You will need:

  • Tea set
  • Tea/Hot Chocolate
  • Milk
  • Sugar (optional)
  • Biscuits or cake (optional)
  • Cake plates (optional)
  • Tray


It feels so elegant and grown-up to be able to pour your own cup of tea. And it’s such fun to be served like the adults who come to visit. You can make this as simple or as elaborate as you’d like.


9. Baking

This was an activity that kept us occupied for ages. It was lovely to page through recipe books and choose something to make. I especially loved the stunning kiddies’ recipe books that had step-by-step instructions and pictures. And it was also something I felt like I could make on my own even if my mom helped. It was simple and easy.


You will need:

  • Ingredients
  • Cook book/recipe online
  • Baking utensils


As a general guideline, it’s good to find a recipe that the children can do pretty much on their own even if they are too young to be left on their own – recipes that require stirring by hand, pouring, measuring, cutting, decorating, kneading, etc. In her book, Bringing Up Bebe, Pamela Druckerman speaks of a three-year old in France baking independently. The recipe – a yoghurt cake made using the yoghurt carton to measure most of the ingredients. That’s simple, right? And the more independence you give them, the greater their joy at their achievements.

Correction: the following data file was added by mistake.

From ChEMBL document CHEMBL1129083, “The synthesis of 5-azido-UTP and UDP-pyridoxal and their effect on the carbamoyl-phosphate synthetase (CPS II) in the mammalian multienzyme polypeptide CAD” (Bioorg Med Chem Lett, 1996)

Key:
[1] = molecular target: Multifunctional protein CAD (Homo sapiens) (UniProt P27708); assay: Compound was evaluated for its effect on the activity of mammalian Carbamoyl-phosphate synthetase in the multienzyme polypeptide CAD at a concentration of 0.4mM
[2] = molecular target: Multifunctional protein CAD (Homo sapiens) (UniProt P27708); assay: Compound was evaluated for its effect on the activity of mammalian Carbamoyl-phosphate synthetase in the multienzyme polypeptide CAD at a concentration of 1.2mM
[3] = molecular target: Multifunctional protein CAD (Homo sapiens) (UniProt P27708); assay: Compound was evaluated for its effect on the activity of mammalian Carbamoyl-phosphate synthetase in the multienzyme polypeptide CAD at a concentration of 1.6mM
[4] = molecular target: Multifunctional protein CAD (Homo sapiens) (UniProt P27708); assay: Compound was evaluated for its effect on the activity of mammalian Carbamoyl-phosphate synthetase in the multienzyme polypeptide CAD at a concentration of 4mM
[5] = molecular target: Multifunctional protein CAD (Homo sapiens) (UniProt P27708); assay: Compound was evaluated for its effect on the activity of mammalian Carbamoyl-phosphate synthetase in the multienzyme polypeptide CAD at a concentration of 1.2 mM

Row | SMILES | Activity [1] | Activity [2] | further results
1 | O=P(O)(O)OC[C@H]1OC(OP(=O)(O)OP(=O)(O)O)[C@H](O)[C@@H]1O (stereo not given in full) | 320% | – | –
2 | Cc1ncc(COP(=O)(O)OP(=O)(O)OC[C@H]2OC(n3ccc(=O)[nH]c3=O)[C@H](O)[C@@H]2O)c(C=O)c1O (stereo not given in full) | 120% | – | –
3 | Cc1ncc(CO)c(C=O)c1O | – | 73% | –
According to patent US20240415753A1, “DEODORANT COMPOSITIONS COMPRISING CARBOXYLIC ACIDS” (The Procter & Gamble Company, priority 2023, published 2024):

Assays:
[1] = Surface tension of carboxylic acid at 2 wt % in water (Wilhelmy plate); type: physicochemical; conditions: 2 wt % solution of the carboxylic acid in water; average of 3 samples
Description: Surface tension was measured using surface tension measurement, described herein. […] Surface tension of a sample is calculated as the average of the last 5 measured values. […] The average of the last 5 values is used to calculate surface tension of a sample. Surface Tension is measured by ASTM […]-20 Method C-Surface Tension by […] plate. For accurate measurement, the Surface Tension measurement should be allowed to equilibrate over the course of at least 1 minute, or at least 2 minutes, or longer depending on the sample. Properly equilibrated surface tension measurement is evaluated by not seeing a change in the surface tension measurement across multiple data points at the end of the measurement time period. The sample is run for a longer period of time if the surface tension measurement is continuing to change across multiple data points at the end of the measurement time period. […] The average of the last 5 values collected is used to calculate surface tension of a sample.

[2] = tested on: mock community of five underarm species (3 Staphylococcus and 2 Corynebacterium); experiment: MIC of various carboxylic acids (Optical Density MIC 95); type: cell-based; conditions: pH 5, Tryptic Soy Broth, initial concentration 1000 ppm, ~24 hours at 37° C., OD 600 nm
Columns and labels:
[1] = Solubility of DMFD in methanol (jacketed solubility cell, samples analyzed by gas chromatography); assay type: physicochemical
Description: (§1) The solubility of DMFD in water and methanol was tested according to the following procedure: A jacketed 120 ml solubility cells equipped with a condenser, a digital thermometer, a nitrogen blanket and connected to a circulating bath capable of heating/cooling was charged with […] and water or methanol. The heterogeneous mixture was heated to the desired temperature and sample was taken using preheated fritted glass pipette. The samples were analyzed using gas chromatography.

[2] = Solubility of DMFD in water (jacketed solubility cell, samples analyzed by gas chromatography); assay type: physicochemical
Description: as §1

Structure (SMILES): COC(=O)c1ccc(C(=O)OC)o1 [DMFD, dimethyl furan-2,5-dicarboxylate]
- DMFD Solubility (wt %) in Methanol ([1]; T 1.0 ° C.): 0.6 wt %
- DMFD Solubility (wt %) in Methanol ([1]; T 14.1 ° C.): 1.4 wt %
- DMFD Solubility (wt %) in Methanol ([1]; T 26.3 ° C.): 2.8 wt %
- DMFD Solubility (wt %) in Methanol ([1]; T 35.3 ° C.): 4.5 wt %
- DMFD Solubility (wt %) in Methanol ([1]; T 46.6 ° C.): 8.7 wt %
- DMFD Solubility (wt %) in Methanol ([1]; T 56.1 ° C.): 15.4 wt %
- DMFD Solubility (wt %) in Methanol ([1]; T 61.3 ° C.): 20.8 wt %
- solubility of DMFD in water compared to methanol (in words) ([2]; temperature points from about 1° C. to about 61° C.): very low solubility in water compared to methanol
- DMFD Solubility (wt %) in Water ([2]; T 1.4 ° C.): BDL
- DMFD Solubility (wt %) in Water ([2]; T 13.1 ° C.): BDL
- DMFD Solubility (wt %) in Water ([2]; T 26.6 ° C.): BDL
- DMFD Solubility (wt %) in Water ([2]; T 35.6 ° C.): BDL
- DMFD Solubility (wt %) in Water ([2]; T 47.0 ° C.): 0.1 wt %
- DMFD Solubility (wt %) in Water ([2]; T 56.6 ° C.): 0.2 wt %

10. Read a book together

Each holiday (if not in between as well), my mom would pull out an Enid Blyton or a classic like The Little Princess. She would sit in the passage outside our rooms (we could both see her from our beds) or lie on her bed in the holiday house and read a chapter or two. And, in our minds we’d enter an imaginary world and climb faraway trees or have midnight feasts with the children in the books. This fostered a love for reading and a longing to write stories.


You will need:

  • A chapter book
  • A comfy spot
  • A cup of tea/hot chocolate (optional but highly recommended)


11. Write a Story

Our love of books and imaginary worlds created in us a yearning desire to be authors (a desire that neither my sister nor I have lost). One holiday, my dad folded a few A4 pages into a booklet. We must have discussed beforehand what we wanted our story to be about. We then drew pictures on each page and afterwards, he would be our scribe. We were very proud of our finished work!


You will need:

  • Blank paper
  • Crayons/Kokis
  • Pen/Marker
  • Imagination!


As we got older, we would scribble down our thoughts on scrap paper or in old school books and, eventually we’d furiously type for hours. We’d then call each other into our rooms and read the latest unfolding of events. To this day, I love going back to a drawer in my desk and pouring over the many ideas that flowed onto many pages over the years.


So go ahead and get those little fingers busy creating memories that are priceless and quality times that will be treasured in their hearts forever.